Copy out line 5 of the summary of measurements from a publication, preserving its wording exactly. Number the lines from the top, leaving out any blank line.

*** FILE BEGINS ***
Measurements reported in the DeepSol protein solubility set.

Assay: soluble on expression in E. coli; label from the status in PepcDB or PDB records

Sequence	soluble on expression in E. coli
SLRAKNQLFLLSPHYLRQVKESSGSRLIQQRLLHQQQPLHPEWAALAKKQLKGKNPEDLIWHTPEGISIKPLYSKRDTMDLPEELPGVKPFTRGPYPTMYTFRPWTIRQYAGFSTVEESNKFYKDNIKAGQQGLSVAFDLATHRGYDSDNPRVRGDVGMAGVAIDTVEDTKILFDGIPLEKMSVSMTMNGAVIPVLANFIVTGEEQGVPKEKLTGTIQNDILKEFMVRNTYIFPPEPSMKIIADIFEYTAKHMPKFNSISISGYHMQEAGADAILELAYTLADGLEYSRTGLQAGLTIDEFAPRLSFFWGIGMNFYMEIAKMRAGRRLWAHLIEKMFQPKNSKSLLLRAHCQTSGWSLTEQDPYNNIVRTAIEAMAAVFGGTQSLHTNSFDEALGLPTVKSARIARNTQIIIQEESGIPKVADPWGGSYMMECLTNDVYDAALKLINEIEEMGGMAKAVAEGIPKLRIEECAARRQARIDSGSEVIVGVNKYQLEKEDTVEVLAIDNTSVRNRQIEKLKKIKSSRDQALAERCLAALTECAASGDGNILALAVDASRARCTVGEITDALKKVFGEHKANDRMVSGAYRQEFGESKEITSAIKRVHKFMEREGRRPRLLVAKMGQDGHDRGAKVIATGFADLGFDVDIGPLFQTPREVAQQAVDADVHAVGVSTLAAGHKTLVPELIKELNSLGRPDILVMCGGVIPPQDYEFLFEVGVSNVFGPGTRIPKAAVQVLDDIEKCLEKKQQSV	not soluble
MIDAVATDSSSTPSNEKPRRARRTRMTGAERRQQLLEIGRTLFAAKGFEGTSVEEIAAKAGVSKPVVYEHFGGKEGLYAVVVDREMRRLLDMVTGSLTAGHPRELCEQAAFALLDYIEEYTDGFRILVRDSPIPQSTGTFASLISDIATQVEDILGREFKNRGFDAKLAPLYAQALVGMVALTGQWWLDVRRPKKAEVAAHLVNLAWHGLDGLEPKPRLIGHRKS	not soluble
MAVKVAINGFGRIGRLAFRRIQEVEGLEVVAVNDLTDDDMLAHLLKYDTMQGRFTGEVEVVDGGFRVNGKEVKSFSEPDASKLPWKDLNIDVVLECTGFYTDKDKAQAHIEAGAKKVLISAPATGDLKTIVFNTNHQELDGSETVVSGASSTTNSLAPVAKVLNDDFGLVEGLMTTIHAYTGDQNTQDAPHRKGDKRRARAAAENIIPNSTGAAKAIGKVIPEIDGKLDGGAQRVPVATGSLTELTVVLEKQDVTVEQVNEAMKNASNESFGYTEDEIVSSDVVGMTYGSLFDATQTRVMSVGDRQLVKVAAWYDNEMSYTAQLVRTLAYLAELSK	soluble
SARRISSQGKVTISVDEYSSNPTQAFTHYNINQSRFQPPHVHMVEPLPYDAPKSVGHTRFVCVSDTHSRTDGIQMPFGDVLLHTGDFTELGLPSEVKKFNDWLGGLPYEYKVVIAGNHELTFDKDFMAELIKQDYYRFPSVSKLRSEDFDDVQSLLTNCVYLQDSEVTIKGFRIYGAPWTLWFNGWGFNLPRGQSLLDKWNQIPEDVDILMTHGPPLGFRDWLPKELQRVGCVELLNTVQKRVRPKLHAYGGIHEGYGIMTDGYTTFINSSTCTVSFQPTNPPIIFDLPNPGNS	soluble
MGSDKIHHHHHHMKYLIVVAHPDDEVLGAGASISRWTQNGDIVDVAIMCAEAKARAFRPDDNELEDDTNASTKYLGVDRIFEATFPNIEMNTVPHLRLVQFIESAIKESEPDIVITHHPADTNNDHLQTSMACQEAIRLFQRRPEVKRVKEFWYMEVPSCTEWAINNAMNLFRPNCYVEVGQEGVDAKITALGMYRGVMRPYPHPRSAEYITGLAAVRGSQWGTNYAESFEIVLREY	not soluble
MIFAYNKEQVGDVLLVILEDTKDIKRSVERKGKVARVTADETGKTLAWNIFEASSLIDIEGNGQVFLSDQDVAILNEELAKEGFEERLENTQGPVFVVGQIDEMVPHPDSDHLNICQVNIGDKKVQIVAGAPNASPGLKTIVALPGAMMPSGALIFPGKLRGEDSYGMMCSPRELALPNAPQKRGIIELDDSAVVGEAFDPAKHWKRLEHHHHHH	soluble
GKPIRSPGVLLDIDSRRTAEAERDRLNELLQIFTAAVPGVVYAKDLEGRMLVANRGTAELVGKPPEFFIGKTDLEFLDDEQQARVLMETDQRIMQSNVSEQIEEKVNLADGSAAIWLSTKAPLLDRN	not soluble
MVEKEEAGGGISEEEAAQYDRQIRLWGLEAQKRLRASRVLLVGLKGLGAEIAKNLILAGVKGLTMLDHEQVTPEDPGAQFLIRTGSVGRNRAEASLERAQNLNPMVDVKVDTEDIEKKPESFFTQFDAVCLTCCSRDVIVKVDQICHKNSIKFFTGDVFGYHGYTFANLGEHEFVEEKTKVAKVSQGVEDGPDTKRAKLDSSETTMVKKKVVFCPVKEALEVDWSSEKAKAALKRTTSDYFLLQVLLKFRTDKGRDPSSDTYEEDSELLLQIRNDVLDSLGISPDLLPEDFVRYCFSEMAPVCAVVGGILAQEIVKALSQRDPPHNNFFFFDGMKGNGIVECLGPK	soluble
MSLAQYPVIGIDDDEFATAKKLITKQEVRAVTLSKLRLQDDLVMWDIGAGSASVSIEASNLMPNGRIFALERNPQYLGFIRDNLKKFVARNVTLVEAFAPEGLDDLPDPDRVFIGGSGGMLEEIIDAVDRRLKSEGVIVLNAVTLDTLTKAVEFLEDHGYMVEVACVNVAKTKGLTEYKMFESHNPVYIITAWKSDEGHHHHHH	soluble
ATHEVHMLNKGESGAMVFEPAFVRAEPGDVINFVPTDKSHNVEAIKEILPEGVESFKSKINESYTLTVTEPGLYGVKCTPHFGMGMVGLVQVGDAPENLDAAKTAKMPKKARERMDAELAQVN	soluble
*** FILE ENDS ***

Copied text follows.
MIDAVATDSSSTPSNEKPRRARRTRMTGAERRQQLLEIGRTLFAAKGFEGTSVEEIAAKAGVSKPVVYEHFGGKEGLYAVVVDREMRRLLDMVTGSLTAGHPRELCEQAAFALLDYIEEYTDGFRILVRDSPIPQSTGTFASLISDIATQVEDILGREFKNRGFDAKLAPLYAQALVGMVALTGQWWLDVRRPKKAEVAAHLVNLAWHGLDGLEPKPRLIGHRKS	not soluble